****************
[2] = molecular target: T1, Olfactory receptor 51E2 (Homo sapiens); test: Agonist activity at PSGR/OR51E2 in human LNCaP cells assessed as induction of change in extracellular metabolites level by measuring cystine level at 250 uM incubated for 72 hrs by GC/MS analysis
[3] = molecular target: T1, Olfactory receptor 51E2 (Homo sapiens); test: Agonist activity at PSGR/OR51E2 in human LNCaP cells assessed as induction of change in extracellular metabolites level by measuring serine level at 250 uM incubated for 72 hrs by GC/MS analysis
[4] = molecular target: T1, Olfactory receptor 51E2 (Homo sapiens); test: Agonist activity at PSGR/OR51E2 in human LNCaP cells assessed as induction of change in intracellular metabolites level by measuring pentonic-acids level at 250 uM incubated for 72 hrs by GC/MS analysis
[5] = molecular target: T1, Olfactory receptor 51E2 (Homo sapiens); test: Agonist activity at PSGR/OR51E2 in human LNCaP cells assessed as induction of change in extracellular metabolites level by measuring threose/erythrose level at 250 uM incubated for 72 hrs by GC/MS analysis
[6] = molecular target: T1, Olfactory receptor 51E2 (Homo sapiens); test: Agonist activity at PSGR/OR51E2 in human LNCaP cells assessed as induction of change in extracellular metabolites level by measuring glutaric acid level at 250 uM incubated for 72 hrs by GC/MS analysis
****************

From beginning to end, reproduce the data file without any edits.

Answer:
[2] = molecular target: T1, Olfactory receptor 51E2 (Homo sapiens); test: Agonist activity at PSGR/OR51E2 in human LNCaP cells assessed as induction of change in extracellular metabolites level by measuring cystine level at 250 uM incubated for 72 hrs by GC/MS analysis
[3] = molecular target: T1, Olfactory receptor 51E2 (Homo sapiens); test: Agonist activity at PSGR/OR51E2 in human LNCaP cells assessed as induction of change in extracellular metabolites level by measuring serine level at 250 uM incubated for 72 hrs by GC/MS analysis
[4] = molecular target: T1, Olfactory receptor 51E2 (Homo sapiens); test: Agonist activity at PSGR/OR51E2 in human LNCaP cells assessed as induction of change in intracellular metabolites level by measuring pentonic-acids level at 250 uM incubated for 72 hrs by GC/MS analysis
[5] = molecular target: T1, Olfactory receptor 51E2 (Homo sapiens); test: Agonist activity at PSGR/OR51E2 in human LNCaP cells assessed as induction of change in extracellular metabolites level by measuring threose/erythrose level at 250 uM incubated for 72 hrs by GC/MS analysis
[6] = molecular target: T1, Olfactory receptor 51E2 (Homo sapiens); test: Agonist activity at PSGR/OR51E2 in human LNCaP cells assessed as induction of change in extracellular metabolites level by measuring glutaric acid level at 250 uM incubated for 72 hrs by GC/MS analysis